It is inhumane, fallible, expensive, and an ineffective crime deterrent. It is also no secret that the death penalty in the United States is carried out in a racially discriminatory manner. African Americans and Latinos make up over half the people on death row while comprising about a quarter of the U.S. population. Looking at the race of the victim, in the last 30 years, only 20 white on black murders have resulted in execution, compared with 261 black on white. You probably can't recall the last time the State of Louisiana executed a white person for a crime against an African American. That's because it last happened in 1752.
What remains largely unseen is how, beneath a misleading veneer of due process and legal protocol, thousands of death row inmates are often subject to conditions that constitute torture, sometimes for decades on end, while waiting to be executed or exonerated. These conditions, as much as the death penalty itself, constitute violations of established international human rights law as well as the constitutional right against cruel and unusual punishment.
In 1972, the Supreme Court struck down the death penalty, declaring that its application was so arbitrary as to be unconstitutional. Although many believed that this marked the end of capital punishment in the U.S., state legislatures responded by rewriting their death penalty laws in order to convince the Court that the death penalty could be made impartial and compatible with a basic concept of human dignity. In 1976, the Supreme Court ended the de facto moratorium on U.S. executions and, since then, has tried to delineate a "modern" death penalty by calling for a better appellate process and outlawing the penalty for certain offenses and categories of people, including juveniles and people with mental disabilities. Given that the standard for mental disability is non-existent, that line has been crossed many times.
But no constitutional window dressing can legitimize state-sponsored murder or humanize the system that administers it. More than three decades after the Supreme Court reversed its stance on capital punishment, conditions on death rows across the country remain nothing short of barbaric. The Court's demand for a better appellate process has mostly extended the time death row prisoners spend in these conditions -- thereby paradoxically deepening the human rights violations -- and research continues to show that race is the dominant factor in explaining who is sentenced to death in this country.
In May of this year, I traveled to Louisiana and California to document conditions of confinement on death row together with colleagues at the Center for Constitutional Rights, and Florence Bellivier, president of the World Coalition Against the Death Penalty, there representing the International Federation for Human Rights (FIDH) on the mission. California has the largest number of people on death row in the country and Louisiana is infamous for the harsh conditions prisoners suffer. Our findings are published here.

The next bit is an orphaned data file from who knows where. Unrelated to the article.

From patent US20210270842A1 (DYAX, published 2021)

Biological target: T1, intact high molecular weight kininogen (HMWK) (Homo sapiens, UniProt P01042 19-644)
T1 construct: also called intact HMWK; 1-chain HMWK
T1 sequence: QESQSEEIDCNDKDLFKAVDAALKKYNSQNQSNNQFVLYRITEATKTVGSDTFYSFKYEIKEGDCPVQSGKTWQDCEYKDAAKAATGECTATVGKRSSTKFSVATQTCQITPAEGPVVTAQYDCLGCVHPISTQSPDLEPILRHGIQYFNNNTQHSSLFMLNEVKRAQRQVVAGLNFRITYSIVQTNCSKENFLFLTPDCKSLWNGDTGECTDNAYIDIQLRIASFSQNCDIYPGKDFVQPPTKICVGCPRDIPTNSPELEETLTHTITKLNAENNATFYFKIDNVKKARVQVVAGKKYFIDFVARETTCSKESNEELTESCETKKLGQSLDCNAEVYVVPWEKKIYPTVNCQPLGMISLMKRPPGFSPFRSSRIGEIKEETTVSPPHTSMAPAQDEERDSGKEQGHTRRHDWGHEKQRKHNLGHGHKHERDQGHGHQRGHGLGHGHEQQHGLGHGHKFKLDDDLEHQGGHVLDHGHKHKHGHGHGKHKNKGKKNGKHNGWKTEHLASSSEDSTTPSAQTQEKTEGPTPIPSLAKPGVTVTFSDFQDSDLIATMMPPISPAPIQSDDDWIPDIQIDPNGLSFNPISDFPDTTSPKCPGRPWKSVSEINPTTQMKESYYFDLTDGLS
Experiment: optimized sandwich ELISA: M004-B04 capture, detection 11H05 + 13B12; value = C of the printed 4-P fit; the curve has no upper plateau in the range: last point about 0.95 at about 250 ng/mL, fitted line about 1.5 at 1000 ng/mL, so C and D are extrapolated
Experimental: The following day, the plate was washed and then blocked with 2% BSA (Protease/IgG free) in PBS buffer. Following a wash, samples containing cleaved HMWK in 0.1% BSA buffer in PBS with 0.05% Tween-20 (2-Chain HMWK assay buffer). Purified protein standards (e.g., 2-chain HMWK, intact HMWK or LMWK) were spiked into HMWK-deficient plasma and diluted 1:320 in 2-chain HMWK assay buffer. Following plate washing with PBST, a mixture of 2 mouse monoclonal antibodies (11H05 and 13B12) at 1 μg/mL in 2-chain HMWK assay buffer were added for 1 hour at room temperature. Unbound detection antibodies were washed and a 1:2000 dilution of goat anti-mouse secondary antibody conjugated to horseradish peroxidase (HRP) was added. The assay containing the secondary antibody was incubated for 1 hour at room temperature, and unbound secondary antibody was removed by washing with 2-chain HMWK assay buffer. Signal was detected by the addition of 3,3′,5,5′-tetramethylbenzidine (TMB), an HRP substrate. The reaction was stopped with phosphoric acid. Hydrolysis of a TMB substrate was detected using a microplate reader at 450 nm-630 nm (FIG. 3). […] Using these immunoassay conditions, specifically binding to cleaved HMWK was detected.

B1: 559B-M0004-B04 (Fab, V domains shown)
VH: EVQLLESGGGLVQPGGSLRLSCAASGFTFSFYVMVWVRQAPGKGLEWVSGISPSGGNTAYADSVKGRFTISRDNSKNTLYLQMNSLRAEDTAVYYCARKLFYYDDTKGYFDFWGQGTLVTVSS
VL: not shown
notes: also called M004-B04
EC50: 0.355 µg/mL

In Louisiana's notorious Angola prison, home to all men on death row in the state, those sentenced to death spend their final years locked in their cells alone for 23 hours each day. During summer, death row inmates are kept in their cells even though the heat index regularly exceeds 110 degrees. The prison does not provide them with clean ice or cool showers, but it does provide the public with tours of death row and the lethal injection table.
At night, in an effort to keep cool, the men at Angola sleep on the floor where they are exposed to fire ants. When they "misbehave," they are moved to cells in the hottest tiers. Men have lived up to 28 years on Louisiana's death row, and most spend at least a decade in these dehumanizing conditions waiting for court appeals to go through. That is their due process.
In California, where minorities make up 65 percent of death row, the wheels of justice turn so slowly that new death row inmates will spend approximately 20 years on death row, and some over 30. Others will spend decades locked inside their cells in solitary confinement for minor infractions committed years ago, without access to a telephone and without feeling the touch of a family member for the entire length of time in solitary. Their due process while on death row? Wait an average of 3-5 years before a lawyer is even appointed to appeal the sentence, then an additional 8-10 years following the conclusion of their appeal for another lawyer to be assigned to handle a state habeas petition. In the meantime, the stress and anxiety of not knowing when they will be executed or when they will even receive the assistance of a lawyer will cause severe mental anguish for long decades, and will lead some prisoners to commit suicide rather than endure the long waiting process ahead.
And that's a glimpse of what the "modern" death penalty in the U.S. looks like in two of the states that retain it. The Supreme Court tried to sanitize a brutal practice, but it is impossible to legitimize the indefensible. The only morally and legally tenable response to the death penalty is its complete abolition. Yet while we continue to work for that day, we must also work to address the human rights violations that send people, disproportionately people of color, to death row and then torture them there before the final act of killing.